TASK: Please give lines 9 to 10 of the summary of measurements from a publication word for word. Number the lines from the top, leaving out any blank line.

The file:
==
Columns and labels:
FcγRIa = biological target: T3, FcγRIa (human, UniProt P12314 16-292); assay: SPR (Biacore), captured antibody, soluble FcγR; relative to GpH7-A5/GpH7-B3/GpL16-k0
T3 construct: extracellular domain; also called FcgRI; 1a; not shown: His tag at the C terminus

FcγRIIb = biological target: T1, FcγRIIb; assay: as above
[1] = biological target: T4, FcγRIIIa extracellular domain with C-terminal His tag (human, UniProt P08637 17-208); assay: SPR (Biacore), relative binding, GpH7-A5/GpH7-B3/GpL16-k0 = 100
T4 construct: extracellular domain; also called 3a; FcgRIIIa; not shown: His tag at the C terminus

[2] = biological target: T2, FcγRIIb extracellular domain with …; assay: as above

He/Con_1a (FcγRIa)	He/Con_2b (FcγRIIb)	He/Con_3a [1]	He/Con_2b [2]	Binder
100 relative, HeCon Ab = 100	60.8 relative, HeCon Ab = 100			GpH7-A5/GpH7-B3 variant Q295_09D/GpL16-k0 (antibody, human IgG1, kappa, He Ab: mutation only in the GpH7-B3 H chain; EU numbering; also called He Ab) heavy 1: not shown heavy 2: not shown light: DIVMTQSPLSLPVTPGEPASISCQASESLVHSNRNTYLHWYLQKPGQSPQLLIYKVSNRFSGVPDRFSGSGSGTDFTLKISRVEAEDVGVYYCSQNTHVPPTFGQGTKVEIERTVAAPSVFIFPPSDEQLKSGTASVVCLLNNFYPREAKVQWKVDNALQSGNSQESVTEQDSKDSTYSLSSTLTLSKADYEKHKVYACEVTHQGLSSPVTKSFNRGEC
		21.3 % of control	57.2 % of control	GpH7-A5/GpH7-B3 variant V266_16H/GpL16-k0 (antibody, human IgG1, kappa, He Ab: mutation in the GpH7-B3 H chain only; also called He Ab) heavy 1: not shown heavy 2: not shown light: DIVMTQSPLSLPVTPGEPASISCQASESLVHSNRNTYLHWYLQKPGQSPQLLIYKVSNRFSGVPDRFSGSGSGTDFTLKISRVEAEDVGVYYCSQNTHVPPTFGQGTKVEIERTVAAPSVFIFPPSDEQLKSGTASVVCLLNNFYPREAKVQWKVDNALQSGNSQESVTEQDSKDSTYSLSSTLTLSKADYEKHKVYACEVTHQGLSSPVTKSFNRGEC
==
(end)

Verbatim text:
100 relative, HeCon Ab = 100	60.8 relative, HeCon Ab = 100			GpH7-A5/GpH7-B3 variant Q295_09D/GpL16-k0 (antibody, human IgG1, kappa, He Ab: mutation only in the GpH7-B3 H chain; EU numbering; also called He Ab) heavy 1: not shown heavy 2: not shown light: DIVMTQSPLSLPVTPGEPASISCQASESLVHSNRNTYLHWYLQKPGQSPQLLIYKVSNRFSGVPDRFSGSGSGTDFTLKISRVEAEDVGVYYCSQNTHVPPTFGQGTKVEIERTVAAPSVFIFPPSDEQLKSGTASVVCLLNNFYPREAKVQWKVDNALQSGNSQESVTEQDSKDSTYSLSSTLTLSKADYEKHKVYACEVTHQGLSSPVTKSFNRGEC
		21.3 % of control	57.2 % of control	GpH7-A5/GpH7-B3 variant V266_16H/GpL16-k0 (antibody, human IgG1, kappa, He Ab: mutation in the GpH7-B3 H chain only; also called He Ab) heavy 1: not shown heavy 2: not shown light: DIVMTQSPLSLPVTPGEPASISCQASESLVHSNRNTYLHWYLQKPGQSPQLLIYKVSNRFSGVPDRFSGSGSGTDFTLKISRVEAEDVGVYYCSQNTHVPPTFGQGTKVEIERTVAAPSVFIFPPSDEQLKSGTASVVCLLNNFYPREAKVQWKVDNALQSGNSQESVTEQDSKDSTYSLSSTLTLSKADYEKHKVYACEVTHQGLSSPVTKSFNRGEC